5. Reonomy – Raised $60M from a Series D round on November 7th. Reonomy is an AI-powered data platform for the commercial real estate industry. The goal of the company’s platform is to leverage big data, partnerships, and machine learning to connect the fragmented world of commercial real estate. Reonomy products enable individuals, teams, and companies to unlock new insights from property intelligence. By constantly aggregating and organizing up-to-the-minute marketplace data, Reonomy offer investors and brokers the opportunity to research nuanced property characteristics that indicate the likelihood of a future sale. Below is an example of an analysis of the San Francisco neighborhood using AI-based filtering technology:

Top 25 AI Startups Who Raised The Most Money In 2019

  1. Clari – Raised $60M from a Series D round on October 10th. Clari is a connected revenue operations platform that uses automation and AI to unlock all the activity data captured in key business systems such as marketing automation, CRM, email, calendar, phone, content management, and conversations. It automatically aligns that data to accounts and opportunities to deliver visibility, forecasting, and apply predictive insights, which results in more insight, less guesswork, and more predictable revenue. Clari helps companies by changing their revenue operations to be more connected, efficient, and predictable. Clari’s platform is used by hundreds of sales, marketing, and customer success teams at B2B companies such as Qualtrics, Lenovo, Adobe, Dropbox, and Okta to control pipeline, audit deals and accounts, forecast the business, and reduce churn. The following is an example of a Clari dashboard:

Top 25 AI Startups Who Raised The Most Money In 2019

  1. People.ai – Raised $60M from a Series C round on May 21st. People.ai is an artificial intelligence (AI) platform for enterprise revenue. People.ai helps sales, marketing, and customer success teams uncover every revenue opportunity from every customer by capturing all customer contacts, activity, and engagement to drive actionable insights across all revenue teams. People.ai enables sales leaders to be more effective at managing their teams and growing revenue by giving them a complete picture of sales activities and leveraging AI to deliver sales performance analytics, personalized coaching, one-on-one feedback, and pipeline reviews. The People.ai platform identifies and targets the buying group, and gives marketers a clear visualization of whom sales have spoken with, and which campaign has been successful in each opportunity. Using this information, marketers are able to build personas and deal models in order to better target their marketing efforts and get better campaign ROI. Customer success and services teams use People.ai to ensure they are engaging with the right people when the customer is handed off to them, but more importantly, these post-sales teams are constantly looking to align their effort and activities with the right opportunities and customers, tracking the true cost to support each customer. The following graphic illustrates the People.ai platform automatically capture all contact and customer activity data, dynamically update your CRM, and provide actionable intelligence to realize the full potential of customer-facing teams. The following graphic illustrates the People.ai platform:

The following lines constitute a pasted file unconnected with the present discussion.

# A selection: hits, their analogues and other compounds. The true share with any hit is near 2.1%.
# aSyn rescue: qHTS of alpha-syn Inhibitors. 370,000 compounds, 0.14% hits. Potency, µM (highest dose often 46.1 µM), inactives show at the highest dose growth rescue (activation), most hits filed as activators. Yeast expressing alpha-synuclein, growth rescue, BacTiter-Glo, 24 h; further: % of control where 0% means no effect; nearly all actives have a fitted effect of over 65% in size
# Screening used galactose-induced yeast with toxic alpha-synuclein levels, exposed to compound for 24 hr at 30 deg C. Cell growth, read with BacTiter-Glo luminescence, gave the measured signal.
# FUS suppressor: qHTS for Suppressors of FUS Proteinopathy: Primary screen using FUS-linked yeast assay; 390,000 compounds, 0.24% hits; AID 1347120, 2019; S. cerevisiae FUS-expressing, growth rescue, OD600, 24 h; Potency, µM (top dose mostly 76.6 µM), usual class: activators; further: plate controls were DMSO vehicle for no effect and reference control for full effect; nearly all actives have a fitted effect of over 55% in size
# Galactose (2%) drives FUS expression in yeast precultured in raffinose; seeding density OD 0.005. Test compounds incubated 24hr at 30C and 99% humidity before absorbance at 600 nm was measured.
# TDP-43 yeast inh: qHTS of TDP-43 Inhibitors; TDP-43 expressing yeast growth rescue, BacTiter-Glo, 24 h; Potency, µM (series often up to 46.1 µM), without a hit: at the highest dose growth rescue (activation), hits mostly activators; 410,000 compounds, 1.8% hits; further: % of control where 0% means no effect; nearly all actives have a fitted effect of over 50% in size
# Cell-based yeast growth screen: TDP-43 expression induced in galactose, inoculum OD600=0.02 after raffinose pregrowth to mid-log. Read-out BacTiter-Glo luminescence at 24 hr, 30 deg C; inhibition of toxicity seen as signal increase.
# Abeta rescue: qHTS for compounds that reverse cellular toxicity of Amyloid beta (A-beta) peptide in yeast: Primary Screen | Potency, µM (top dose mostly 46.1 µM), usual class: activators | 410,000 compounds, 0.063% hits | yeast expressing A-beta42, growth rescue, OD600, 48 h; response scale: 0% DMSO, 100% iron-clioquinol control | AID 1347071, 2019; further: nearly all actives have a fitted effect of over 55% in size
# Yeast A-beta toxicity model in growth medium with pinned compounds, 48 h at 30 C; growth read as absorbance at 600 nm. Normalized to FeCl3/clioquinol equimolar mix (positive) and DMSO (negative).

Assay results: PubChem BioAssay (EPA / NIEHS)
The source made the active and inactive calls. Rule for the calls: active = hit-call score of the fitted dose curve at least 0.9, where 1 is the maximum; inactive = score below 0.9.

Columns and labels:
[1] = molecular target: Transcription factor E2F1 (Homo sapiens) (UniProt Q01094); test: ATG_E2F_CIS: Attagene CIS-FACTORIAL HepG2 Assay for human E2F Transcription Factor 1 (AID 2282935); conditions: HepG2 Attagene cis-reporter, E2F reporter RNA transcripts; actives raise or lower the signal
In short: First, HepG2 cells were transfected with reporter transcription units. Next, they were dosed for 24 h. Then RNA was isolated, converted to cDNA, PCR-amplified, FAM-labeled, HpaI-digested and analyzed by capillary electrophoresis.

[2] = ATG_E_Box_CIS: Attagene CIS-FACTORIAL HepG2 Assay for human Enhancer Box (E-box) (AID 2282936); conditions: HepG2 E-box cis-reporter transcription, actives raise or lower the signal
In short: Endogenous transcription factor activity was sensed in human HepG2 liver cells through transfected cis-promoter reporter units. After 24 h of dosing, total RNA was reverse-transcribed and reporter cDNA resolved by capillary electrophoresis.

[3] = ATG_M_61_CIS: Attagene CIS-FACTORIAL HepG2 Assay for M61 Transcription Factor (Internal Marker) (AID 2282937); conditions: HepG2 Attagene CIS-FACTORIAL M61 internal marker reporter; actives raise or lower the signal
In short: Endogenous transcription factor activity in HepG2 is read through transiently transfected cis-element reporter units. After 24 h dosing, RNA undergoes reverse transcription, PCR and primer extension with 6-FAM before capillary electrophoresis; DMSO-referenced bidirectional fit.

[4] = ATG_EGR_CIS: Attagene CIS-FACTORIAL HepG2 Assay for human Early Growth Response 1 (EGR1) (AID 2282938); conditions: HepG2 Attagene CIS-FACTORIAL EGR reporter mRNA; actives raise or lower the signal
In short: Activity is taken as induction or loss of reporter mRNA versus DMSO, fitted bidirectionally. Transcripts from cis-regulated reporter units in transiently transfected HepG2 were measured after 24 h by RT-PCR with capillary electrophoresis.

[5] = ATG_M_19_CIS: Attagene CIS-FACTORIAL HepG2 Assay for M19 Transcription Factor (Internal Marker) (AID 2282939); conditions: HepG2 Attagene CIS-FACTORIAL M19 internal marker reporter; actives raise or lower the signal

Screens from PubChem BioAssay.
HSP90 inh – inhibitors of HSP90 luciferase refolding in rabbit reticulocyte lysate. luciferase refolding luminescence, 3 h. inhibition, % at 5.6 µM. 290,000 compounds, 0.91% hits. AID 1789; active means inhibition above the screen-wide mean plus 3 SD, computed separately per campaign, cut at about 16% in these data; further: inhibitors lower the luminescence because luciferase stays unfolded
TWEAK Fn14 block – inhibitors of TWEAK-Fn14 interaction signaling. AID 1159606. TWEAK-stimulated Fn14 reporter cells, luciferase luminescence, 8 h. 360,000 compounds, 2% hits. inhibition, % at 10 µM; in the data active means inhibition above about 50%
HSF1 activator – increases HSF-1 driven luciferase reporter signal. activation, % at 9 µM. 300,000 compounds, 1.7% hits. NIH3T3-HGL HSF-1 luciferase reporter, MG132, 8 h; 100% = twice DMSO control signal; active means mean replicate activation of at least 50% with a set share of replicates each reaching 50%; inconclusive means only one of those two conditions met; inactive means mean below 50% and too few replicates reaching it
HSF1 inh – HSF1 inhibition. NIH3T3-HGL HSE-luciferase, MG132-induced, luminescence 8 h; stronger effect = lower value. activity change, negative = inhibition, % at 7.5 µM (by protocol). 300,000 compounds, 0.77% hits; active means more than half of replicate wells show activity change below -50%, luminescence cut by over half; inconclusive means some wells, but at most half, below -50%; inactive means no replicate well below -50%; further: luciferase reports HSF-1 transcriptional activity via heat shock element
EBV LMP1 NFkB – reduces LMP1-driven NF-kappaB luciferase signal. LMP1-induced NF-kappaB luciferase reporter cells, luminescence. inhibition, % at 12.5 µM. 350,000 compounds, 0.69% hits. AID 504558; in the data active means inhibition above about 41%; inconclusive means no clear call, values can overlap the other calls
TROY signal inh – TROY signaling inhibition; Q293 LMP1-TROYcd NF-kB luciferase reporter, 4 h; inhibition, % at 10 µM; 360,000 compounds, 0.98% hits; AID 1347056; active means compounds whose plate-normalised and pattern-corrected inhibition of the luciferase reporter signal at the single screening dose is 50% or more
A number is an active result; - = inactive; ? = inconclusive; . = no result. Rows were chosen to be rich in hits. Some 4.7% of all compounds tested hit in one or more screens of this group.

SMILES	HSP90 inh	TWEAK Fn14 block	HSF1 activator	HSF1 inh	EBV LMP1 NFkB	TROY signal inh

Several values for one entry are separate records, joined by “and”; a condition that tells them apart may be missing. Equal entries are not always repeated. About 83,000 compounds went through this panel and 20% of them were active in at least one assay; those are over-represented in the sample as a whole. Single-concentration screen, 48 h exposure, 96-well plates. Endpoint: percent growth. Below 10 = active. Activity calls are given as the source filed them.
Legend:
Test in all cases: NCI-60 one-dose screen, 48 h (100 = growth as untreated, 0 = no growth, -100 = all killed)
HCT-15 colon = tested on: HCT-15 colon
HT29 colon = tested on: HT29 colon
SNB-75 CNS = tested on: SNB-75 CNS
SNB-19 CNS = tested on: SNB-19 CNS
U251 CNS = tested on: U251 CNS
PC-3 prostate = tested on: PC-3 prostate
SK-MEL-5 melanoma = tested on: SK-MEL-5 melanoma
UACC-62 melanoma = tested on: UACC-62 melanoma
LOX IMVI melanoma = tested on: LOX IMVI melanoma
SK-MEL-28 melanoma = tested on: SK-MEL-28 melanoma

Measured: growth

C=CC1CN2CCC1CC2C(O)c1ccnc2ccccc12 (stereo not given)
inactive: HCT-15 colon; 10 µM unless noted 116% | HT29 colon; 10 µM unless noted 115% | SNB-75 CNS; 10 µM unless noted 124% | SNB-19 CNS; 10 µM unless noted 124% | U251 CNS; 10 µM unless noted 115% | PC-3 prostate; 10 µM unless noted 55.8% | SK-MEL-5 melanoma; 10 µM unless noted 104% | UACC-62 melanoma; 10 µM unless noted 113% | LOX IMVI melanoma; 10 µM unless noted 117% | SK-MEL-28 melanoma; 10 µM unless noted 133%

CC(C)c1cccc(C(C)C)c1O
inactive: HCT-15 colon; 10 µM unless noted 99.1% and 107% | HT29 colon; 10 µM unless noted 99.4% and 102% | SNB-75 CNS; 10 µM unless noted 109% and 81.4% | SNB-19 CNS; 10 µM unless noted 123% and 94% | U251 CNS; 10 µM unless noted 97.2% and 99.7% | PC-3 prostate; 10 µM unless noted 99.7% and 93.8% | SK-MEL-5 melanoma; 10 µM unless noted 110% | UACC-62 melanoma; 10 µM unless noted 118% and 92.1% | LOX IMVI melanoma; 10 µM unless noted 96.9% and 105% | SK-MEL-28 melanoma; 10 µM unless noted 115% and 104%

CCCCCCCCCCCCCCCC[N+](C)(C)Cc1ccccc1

Top 25 AI Startups Who Raised The Most Money In 2019

 

  1. Invoca – Raised $56M from a Series C round on October 17th. Invoca is an AI-powered call tracking and analytics platform that helps marketers drive inbound calls and turn them into sales. The platform delivers real-time call analytics to help marketers take informed actions based on data generated before and during a phone conversation. It also allows marketers to understand, in real-time, the factors affecting consumers’ intent to buy, like competitive promotional campaigns. Marketers can put the data to work directly in the platform by automating customer experience workflows during, before, and after each call. Invoca’s platform integrates with Google Marketing Platform, Facebook, Adobe Experience Cloud, and Salesforce Sales and Marketing Clouds. Invoca’s investors include Accel Partners, H.I.G. Growth Partners, Upfront Ventures, Morgan Stanley Alternative Investment Partners, Salesforce Ventures, and Rincon Venture Partners. The following is an example of an Invoca dashboard used for measuring Google AdWords effectiveness:

Top 25 AI Startups Who Raised The Most Money In 2019

  1. Clinc – Raised $52M from a Series B round on May 20th.  Clinc is a conversational AI platform that enables enterprises to build “human-in-the-room” level, next-gen, virtual assistants. In contrast to a speech-to-text word matching algorithm, Clinc analyzes dozens of factors from the user’s input including wording, sentiment, intent, tone of voice, time of day, location, and relationships, and uses those factors to deliver an answer that represents a composite of knowledge extracted from its trained brain. Clinc’s underlying technology is based on state-of-the-art machine learning and deep neural networks (DNN)-as-a-service developed by computer science professors at the University of Michigan. Clinc is a standalone “trained brain” that has been given an initial deep knowledge of the financial and banking industry. Its machine learning capabilities enable it to expand its knowledge with every query and to then draw from that knowledge for each subsequent customer query.